(Reporter)

Comment 2

7 months ago
Created attachment 8816069 [details]
rss-firefox.png
Not quite cross-site scripting (did we disable script in the feed context?), but HTML injection through the feed's <title> element.

This example uses a feed that was found to echo its params, but a site could also make its own feed to do this. Mitigation: since script doesn't run it's really down to the imagination of the attacker whether they could get a user to interact with the injected elements and what that might fool the user into doing.

Interestingly, the feed in the example is escaping the attempt to inject angle brackets; loaded as raw XML the feed is safe. The feed reader code is taking &lt;&gt; and turning them back into live angle brackets! Why?!

Maybe I'm lacking imagination but for now calling this a sec-low spoof.
Group: firefox-core-security
Status: UNCONFIRMED → NEW
Ever confirmed: true
Keywords: csectype-spoof, sec-low
Summary: It is possible to inject html code by modifying the normal behavior of the RSS reader → HTML Injection into RSS reader
Going to raise this to sec-moderate. Should anyone accidentally remove the block on scripts this becomes somewhat worse.
Keywords: sec-low → sec-moderate
Whatever the feed preview page chooses to do with it, the feed parser is doing the right thing: <title type="html">&lt;br></title> says to tell the consuming app "here's some HTML source, '<br>', do with it as you will". The &lt; is at the XML layer, you have to escape < in XML content, so an XML parser just says "you've got an element named title, with the type attribute 'html' and the content <br>."
(Assignee)

Comment 6

6 months ago
(In reply to Phil Ringnalda (:philor) from comment #5)
> Whatever the feed preview page chooses to do with it, the feed parser is
> doing the right thing: <title type="html">&lt;br></title> says to tell the
> consuming app "here's some HTML source, '<br>', do with it as you will". The
> &lt; is at the XML layer, you have to escape < in XML content, so an XML
> parser just says "you've got an element named title, with the type attribute
> 'html' and the content <br>."

None of this is being used. The feedwriter code (which constructs the dynamic portion of the contents of subscribe.xhtml) calls createDocumentFragment - not the DOM one, but a custom one defined here: https://dxr.mozilla.org/mozilla-central/rev/b548da4e16f067e5b69349376e37b2db97983cf7/toolkit/components/feeds/FeedProcessor.js#612-630 which uses parserUtils to parse the contents as HTML.

This very much looks like it's a deliberate decision in order to preserve markup in feeds, so just using the text will almost certainly break real-world sites (inasmuch as RSS is still a thing).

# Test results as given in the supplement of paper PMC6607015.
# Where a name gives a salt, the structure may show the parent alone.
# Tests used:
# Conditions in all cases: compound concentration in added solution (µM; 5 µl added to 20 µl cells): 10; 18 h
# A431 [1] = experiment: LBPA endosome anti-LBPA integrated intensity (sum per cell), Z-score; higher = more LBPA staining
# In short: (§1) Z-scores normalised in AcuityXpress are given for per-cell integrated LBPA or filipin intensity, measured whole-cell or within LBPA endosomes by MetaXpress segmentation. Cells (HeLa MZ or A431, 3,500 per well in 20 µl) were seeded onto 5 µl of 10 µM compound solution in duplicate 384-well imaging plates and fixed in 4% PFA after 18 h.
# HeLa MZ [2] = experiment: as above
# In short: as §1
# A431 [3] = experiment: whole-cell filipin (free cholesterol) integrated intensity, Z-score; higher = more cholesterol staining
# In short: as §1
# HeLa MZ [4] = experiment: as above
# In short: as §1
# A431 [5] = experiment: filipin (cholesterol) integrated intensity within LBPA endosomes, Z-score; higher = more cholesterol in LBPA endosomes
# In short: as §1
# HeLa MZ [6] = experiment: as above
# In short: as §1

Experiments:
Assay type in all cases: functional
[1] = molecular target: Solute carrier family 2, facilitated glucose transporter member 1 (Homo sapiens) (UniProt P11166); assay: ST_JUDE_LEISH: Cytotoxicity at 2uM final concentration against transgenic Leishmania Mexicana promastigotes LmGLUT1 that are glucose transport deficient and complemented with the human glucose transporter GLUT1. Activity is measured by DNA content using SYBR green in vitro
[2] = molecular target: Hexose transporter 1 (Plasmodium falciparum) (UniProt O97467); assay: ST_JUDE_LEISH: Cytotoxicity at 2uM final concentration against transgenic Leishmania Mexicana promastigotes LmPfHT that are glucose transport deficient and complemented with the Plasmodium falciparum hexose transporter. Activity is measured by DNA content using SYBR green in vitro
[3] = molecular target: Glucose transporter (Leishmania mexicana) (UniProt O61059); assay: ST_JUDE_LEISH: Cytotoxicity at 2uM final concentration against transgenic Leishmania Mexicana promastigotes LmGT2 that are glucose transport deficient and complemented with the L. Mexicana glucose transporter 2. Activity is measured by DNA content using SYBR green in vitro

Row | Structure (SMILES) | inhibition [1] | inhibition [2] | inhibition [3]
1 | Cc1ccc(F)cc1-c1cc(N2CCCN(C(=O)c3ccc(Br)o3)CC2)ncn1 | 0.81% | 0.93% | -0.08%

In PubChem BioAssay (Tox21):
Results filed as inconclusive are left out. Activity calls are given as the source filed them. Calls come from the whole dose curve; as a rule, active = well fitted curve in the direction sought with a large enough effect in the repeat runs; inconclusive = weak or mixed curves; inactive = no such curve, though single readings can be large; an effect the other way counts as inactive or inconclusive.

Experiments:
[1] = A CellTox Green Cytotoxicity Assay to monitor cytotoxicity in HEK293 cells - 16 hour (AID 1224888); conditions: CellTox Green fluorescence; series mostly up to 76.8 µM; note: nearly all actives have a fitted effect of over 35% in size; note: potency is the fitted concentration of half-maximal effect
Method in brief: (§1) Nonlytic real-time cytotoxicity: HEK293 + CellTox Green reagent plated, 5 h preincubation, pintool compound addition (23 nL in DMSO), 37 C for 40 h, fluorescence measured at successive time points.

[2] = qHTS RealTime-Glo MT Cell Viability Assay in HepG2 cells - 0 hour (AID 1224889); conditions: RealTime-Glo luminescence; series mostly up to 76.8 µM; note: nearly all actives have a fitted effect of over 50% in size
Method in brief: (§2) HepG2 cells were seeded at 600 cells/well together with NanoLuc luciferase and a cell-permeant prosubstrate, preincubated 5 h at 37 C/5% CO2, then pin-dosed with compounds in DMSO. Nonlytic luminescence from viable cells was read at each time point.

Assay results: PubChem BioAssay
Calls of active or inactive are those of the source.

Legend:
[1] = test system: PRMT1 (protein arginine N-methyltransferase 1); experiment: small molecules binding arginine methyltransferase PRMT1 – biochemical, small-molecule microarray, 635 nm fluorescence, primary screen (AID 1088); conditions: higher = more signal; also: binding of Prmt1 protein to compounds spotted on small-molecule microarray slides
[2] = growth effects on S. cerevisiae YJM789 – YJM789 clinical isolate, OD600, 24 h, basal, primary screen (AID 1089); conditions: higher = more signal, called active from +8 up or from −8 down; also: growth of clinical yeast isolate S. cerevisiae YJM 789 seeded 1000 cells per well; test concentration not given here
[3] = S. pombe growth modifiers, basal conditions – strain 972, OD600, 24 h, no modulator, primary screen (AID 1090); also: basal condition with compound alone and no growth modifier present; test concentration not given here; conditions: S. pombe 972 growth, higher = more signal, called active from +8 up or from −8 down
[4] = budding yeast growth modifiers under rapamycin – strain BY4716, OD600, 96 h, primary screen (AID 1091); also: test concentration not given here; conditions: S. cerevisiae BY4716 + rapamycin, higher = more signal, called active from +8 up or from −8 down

We can drop forms by using better sanitize flags. I'm kind of surprised that dropping forms isn't the nsIParserUtils default (ie allowing style/script is opt-in, but apparently allowing forms is opt-out - it's not clear to me *why*...).
(Assignee)

Comment 7

6 months ago
Created attachment 8824449 [details] [diff] [review]
feed-form-html-patch.txt

Look dolske, it's another feed reader exploit. :'-(
Assignee: nobody → gijskruitbosch+bugs
Status: NEW → ASSIGNED
Attachment #8824449 - Flags: review?(dolske)
(Assignee)

Comment 8

6 months ago
So, just to explain: I decided rendering html in the title and subtitle of the feed, as well as the title of entries in the feed, was pointless, so I disabled it. The only place we continue to show HTML is in the feed entry content, where we now strip form elements and a number of other things.
(Assignee)

Comment 9

6 months ago
Comment on attachment 8824449 [details] [diff] [review]
feed-form-html-patch.txt

Review of attachment 8824449 [details] [diff] [review]:
-----------------------------------------------------------------

Eh, this fails tests.
Attachment #8824449 - Flags: review?(dolske)
(Assignee)

Comment 10

6 months ago
So apparently people put in actual work to make HTML work in the titles here, see bug 436801. I don't really mind what we do - we can update the test, or we can make the code allow markup and strip forms and some other stuff (changes which the patch already includes) and hope nobody finds yet another way of abusing the limited set of HTML allowed. Thoughts?
Flags: needinfo?(dveditz)
Cool, so this is intentional and goes through the sanitizer -- that's good to hear and we can unhide this.